Stocks eked out gains in a cautious session that saw investors positioning for the Federal Reserve decision and key inflation data. Apple Inc. slid even after unveiling new artificial-intelligence features.

As traders braced for volatility ahead of U.S. macroeconomic catalysts, uncertainties across the Atlantic also kept a lid on equities. European shares slid after French President Emmanuel Macron called a legislative vote in the wake of a crushing defeat in Parliament elections. Yields on France’s 10-year bonds hit their highest this year, while the nation’s top banks tumbled. The euro led losses in developed-world currencies.

Wall Street’s most-prominent trading desks from JPMorgan Chase & Co. to Citigroup Inc. are urging investors prepare for a stock market jolt after Wednesday’s consumer price index and the U.S. rate decision.

The Fed is widely expected to hold borrowing costs steady, but there’s less certainty on officials’ rate projections. A 41 per cent plurality of economists expect them to signal two cuts in the “dot plot,” while an equal number expect the forecasts to show just one or no cuts at all.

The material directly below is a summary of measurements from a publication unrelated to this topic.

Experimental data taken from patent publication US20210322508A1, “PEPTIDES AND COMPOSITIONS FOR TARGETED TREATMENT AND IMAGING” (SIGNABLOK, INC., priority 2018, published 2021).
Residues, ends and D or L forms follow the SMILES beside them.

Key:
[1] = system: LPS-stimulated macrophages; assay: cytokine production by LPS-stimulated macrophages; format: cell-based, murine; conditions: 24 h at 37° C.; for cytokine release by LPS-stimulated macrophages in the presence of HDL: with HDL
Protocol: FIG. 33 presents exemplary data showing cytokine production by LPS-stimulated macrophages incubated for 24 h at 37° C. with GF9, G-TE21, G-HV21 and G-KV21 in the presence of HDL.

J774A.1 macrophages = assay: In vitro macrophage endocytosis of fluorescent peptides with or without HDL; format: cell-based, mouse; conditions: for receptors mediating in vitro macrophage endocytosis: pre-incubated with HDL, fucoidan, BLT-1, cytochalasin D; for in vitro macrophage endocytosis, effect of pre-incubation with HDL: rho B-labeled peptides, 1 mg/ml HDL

“The interest-rate guessing game goes on,” said Chris Larkin at E*Trade from Morgan Stanley. “Even the friendliest inflation numbers probably won’t push the Fed to act any sooner than September.”

The S&P 500 rose 0.3 per cent to close at a fresh record. Nvidia Corp. began trading after a 10-for-one stock split. GameStop Corp. plunged.  

The Treasury market also saw small moves as a weak US$58 billion three-year auction knocked sentiment ahead of Tuesday’s $39 billion 10-year sale.

“The release of a new ‘dot plot’ outlining Fed projections for the path of rates will be the top focus,” said Jason Pride and Michael Reynolds at Glenmede. “For fixed income investors, the Fed’s more patient higher-for-longer approach is likely to keep bond yields elevated as inflationary pressures remain.”

After Friday’s solid jobs report, traders pulled back on rate-cut expectations, pricing in the first full 25 basis points of easing in December — rather than November.